1: on friday, the western allies of ukraine president volodymyr zelensky approved a price cap of $60 (â£48) for a barrel of seaborne russian crude oil. the measure was put forward in september by the g7 group of industrialised nations (the us, canada, the uk, france, germany, italy, japan and the eu) in a bid to hit moscow’s ability to finance the war in ukraine. president zelensky criticised the price cap, calling it “weak”.
2: the agreement of the price cap comes just days before an eu-wide ban on russian crude oil imported by sea comes into force, also on 5 december. the price cap – which is meant to affect oil exports worldwide – is meant to complement that. russia has said it will not accept the cap, and has prepared for the move.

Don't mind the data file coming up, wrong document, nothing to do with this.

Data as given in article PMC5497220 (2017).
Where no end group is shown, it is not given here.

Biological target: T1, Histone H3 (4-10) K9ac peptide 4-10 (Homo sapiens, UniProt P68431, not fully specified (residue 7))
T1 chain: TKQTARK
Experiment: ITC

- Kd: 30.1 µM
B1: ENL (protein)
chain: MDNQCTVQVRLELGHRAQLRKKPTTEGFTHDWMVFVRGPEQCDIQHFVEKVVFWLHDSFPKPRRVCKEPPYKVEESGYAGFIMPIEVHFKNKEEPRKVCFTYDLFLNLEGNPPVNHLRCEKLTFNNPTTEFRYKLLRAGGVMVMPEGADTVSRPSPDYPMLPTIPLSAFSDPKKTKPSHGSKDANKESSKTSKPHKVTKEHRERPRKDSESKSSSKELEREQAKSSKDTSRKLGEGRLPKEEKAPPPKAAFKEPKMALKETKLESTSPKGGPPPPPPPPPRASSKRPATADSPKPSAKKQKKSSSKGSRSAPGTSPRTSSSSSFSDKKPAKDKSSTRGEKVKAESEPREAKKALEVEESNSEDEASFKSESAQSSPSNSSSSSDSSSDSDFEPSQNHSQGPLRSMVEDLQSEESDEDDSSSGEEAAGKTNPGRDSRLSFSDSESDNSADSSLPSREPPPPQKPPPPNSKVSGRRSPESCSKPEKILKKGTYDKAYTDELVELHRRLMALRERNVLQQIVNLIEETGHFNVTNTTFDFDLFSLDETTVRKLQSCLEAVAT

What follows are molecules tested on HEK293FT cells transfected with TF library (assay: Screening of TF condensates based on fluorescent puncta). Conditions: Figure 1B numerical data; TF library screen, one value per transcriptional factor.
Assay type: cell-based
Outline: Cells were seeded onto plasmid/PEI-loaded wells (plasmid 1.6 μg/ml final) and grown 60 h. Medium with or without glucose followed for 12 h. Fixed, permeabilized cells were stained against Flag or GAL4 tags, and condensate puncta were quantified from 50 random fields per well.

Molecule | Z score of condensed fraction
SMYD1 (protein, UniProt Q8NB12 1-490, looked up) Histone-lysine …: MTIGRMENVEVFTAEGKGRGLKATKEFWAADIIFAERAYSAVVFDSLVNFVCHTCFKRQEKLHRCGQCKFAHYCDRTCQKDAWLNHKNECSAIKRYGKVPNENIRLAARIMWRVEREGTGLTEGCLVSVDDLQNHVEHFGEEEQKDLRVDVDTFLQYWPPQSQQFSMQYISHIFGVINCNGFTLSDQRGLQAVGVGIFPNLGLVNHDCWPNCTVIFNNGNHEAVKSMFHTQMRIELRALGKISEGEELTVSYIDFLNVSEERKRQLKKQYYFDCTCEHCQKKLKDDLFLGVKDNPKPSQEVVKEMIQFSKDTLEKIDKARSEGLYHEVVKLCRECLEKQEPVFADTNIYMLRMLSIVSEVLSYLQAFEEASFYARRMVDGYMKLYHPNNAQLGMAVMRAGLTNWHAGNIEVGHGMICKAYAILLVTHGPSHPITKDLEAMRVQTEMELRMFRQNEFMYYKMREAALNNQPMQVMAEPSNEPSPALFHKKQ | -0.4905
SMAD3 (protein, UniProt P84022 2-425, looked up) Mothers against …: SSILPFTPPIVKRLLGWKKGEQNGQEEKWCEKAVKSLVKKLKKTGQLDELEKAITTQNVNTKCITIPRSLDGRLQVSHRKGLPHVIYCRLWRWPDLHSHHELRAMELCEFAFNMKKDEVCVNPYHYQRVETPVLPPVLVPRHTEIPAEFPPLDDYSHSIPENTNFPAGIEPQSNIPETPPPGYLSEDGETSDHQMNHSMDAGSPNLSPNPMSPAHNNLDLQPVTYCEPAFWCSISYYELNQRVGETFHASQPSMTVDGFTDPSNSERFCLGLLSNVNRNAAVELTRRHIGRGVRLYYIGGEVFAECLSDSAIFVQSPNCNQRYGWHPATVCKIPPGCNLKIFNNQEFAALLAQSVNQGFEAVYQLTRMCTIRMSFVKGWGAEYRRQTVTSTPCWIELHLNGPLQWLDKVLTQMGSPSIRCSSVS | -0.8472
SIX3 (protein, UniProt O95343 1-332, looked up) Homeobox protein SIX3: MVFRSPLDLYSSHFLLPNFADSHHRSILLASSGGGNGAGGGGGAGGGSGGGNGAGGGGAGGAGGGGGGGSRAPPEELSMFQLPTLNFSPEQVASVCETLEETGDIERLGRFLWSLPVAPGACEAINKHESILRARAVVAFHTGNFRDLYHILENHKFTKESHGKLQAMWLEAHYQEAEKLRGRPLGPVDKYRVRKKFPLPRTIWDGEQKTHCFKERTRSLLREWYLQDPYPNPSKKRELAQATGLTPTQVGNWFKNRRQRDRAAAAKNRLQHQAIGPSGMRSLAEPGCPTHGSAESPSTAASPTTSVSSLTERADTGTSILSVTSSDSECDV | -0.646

3: before the war, in 2021, more than half of russia’s oil exports went to europe, according to the international energy association. germany was the largest importer, followed by the netherlands and poland. the western allies are attempting to decrease their dependency on russian oil by introducing the price cap and banning insurance to tankers delivering russian oil to countries that do not stick to the price cap. the us has already banned russian crude oil, while the uk plans to phase it out by the end of the year.